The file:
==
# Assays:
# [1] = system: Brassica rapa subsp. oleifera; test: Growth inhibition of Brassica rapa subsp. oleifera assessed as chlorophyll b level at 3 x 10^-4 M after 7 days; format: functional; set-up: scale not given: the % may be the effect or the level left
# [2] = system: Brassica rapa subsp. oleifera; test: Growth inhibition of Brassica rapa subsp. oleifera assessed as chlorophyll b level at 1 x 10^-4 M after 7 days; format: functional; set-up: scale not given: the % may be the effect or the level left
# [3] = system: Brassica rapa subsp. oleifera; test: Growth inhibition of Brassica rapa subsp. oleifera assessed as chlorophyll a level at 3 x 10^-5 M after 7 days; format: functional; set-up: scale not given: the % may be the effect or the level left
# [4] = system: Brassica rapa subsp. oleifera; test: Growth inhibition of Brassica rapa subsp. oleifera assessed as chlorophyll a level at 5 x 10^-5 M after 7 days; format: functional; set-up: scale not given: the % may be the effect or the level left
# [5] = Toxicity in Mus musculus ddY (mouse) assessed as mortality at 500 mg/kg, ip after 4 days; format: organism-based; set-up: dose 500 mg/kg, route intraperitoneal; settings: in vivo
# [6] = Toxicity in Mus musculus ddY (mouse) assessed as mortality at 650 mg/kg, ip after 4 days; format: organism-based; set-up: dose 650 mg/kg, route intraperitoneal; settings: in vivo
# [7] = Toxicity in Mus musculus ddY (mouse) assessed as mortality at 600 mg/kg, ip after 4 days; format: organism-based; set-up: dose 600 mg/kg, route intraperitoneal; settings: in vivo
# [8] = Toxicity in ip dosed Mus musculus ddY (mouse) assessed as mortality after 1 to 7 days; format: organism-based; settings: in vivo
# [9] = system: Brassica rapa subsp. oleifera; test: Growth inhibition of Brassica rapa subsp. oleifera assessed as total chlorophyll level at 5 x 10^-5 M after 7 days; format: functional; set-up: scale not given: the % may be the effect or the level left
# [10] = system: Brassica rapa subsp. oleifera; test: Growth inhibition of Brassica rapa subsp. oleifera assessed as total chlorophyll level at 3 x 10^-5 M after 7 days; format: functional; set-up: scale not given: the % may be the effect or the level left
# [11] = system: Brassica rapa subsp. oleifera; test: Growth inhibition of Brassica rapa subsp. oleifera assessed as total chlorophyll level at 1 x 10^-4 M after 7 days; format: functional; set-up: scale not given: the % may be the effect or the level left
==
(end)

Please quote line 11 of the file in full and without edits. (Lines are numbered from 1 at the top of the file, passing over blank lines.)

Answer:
# [10] = system: Brassica rapa subsp. oleifera; test: Growth inhibition of Brassica rapa subsp. oleifera assessed as total chlorophyll level at 3 x 10^-5 M after 7 days; format: functional; set-up: scale not given: the % may be the effect or the level left